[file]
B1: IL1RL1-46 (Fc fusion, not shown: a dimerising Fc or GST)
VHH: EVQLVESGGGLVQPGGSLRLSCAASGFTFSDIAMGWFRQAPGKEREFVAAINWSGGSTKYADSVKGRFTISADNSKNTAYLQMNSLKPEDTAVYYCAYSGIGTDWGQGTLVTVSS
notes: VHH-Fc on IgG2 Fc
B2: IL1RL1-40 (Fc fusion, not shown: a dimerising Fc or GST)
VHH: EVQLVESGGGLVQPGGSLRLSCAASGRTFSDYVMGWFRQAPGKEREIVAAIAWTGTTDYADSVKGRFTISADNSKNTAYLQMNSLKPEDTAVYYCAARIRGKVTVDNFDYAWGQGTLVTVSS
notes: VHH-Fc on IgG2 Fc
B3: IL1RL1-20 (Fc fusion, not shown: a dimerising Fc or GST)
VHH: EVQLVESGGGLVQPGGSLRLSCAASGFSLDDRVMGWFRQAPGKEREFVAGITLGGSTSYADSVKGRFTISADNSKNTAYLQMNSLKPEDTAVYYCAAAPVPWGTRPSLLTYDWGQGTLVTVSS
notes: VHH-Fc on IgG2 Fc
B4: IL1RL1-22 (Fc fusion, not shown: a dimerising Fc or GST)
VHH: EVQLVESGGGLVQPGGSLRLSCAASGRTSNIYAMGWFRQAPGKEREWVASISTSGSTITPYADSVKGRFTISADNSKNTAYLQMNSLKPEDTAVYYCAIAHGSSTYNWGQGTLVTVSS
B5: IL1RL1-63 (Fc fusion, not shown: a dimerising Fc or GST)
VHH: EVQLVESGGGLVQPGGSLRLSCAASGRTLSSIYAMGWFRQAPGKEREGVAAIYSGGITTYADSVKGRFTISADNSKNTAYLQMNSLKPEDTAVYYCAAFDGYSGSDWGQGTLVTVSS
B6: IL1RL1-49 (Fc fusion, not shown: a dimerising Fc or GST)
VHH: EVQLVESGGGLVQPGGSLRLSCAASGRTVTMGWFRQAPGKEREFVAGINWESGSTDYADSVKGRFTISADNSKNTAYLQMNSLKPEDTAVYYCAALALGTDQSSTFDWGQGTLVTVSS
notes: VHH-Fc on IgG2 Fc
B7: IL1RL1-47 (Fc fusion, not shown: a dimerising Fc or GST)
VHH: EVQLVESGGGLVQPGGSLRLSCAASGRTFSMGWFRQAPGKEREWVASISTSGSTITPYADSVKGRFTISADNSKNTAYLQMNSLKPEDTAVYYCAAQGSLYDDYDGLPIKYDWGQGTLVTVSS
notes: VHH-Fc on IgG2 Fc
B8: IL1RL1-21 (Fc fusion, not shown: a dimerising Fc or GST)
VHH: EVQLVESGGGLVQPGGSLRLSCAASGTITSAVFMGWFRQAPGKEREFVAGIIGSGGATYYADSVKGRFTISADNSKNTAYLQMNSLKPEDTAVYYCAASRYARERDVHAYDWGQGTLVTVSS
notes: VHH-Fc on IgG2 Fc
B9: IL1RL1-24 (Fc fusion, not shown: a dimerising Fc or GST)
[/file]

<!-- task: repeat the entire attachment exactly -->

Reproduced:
B1: IL1RL1-46 (Fc fusion, not shown: a dimerising Fc or GST)
VHH: EVQLVESGGGLVQPGGSLRLSCAASGFTFSDIAMGWFRQAPGKEREFVAAINWSGGSTKYADSVKGRFTISADNSKNTAYLQMNSLKPEDTAVYYCAYSGIGTDWGQGTLVTVSS
notes: VHH-Fc on IgG2 Fc
B2: IL1RL1-40 (Fc fusion, not shown: a dimerising Fc or GST)
VHH: EVQLVESGGGLVQPGGSLRLSCAASGRTFSDYVMGWFRQAPGKEREIVAAIAWTGTTDYADSVKGRFTISADNSKNTAYLQMNSLKPEDTAVYYCAARIRGKVTVDNFDYAWGQGTLVTVSS
notes: VHH-Fc on IgG2 Fc
B3: IL1RL1-20 (Fc fusion, not shown: a dimerising Fc or GST)
VHH: EVQLVESGGGLVQPGGSLRLSCAASGFSLDDRVMGWFRQAPGKEREFVAGITLGGSTSYADSVKGRFTISADNSKNTAYLQMNSLKPEDTAVYYCAAAPVPWGTRPSLLTYDWGQGTLVTVSS
notes: VHH-Fc on IgG2 Fc
B4: IL1RL1-22 (Fc fusion, not shown: a dimerising Fc or GST)
VHH: EVQLVESGGGLVQPGGSLRLSCAASGRTSNIYAMGWFRQAPGKEREWVASISTSGSTITPYADSVKGRFTISADNSKNTAYLQMNSLKPEDTAVYYCAIAHGSSTYNWGQGTLVTVSS
B5: IL1RL1-63 (Fc fusion, not shown: a dimerising Fc or GST)
VHH: EVQLVESGGGLVQPGGSLRLSCAASGRTLSSIYAMGWFRQAPGKEREGVAAIYSGGITTYADSVKGRFTISADNSKNTAYLQMNSLKPEDTAVYYCAAFDGYSGSDWGQGTLVTVSS
B6: IL1RL1-49 (Fc fusion, not shown: a dimerising Fc or GST)
VHH: EVQLVESGGGLVQPGGSLRLSCAASGRTVTMGWFRQAPGKEREFVAGINWESGSTDYADSVKGRFTISADNSKNTAYLQMNSLKPEDTAVYYCAALALGTDQSSTFDWGQGTLVTVSS
notes: VHH-Fc on IgG2 Fc
B7: IL1RL1-47 (Fc fusion, not shown: a dimerising Fc or GST)
VHH: EVQLVESGGGLVQPGGSLRLSCAASGRTFSMGWFRQAPGKEREWVASISTSGSTITPYADSVKGRFTISADNSKNTAYLQMNSLKPEDTAVYYCAAQGSLYDDYDGLPIKYDWGQGTLVTVSS
notes: VHH-Fc on IgG2 Fc
B8: IL1RL1-21 (Fc fusion, not shown: a dimerising Fc or GST)
VHH: EVQLVESGGGLVQPGGSLRLSCAASGTITSAVFMGWFRQAPGKEREFVAGIIGSGGATYYADSVKGRFTISADNSKNTAYLQMNSLKPEDTAVYYCAASRYARERDVHAYDWGQGTLVTVSS
notes: VHH-Fc on IgG2 Fc
B9: IL1RL1-24 (Fc fusion, not shown: a dimerising Fc or GST)